Let's see if we can unpick some your misunderstandings here.<quoted text>
One of the researchers (Trenberth) states the uptake of heat in the deep oceans will result in a rise in sea level beyond that which occurs from ice melt. This logically means that melt rate estimates are likely in error due to the failure of incorporating thermal expansion resulting from the assumed deep ocean heating.
Ice melt is not estimated from sea level rise- it is measured by satellites.
Sea level also increases as the oceans warm- at any depth. This is already known.
The budget must close- this is true.
Sea level rise must equal expansion due to warming plus ice melt volume.
The thermal expansion in the deep ocean was not incorporated in previous sea level budgets, but those budgets didn't close.
Sea level was more than expansion due to warming plus ice melt volume.
If sea level rise had equalled expansion due to warming plus ice melt volume, and the figure for expansion due to warming had increased, then you would have to assume either the ice melt data were in error, or doubt the deep ocean warming.
But because the budget didn't close, thermal expansion due to deep ocean warming actually explains the observed sea level rise better, and gives more confidence to observations of ice melt.
http://www.skepticalscience.com/deep_ocean_wa...Recent sea level rise has so far been difficult to fully explain: satellites measure global sea level rise since 1993 to be about 3.1 mm/year. The warming and expanding 'upper ocean', or the top 700 metres measured by ships and buoys can explain 1.2 mm/year whilst the water added by melting snow and ice can be estimated from satellite gravity measurements for ice sheets and other methods for smaller glaciers, and is about 0.85 mm/year.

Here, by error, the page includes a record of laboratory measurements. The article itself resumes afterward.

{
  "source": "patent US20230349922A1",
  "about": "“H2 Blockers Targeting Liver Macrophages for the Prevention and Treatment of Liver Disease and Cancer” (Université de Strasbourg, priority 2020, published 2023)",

Simple addition of the numbers above (1.2 + 0.85 mm/year = 2.05 mm/year) shows that the result from the upper ocean thermal expansion and addition of water mass is still about 1 mm/year short of the observed 3.1 mm/year sea level rise. However, some previous studies have had these numbers quite close to each other when the uncertainties in the estimates have been considered.
The model simulations give a sea level rise of 1.1 mm/year from the thermal expansion of the deep ocean. When that is added to the 2.05 mm/year calculated above, the result (3.15 mm/year) is remarkably close to the observed rise of 3.1 mm/year (which more accurately is 3.11 mm/year).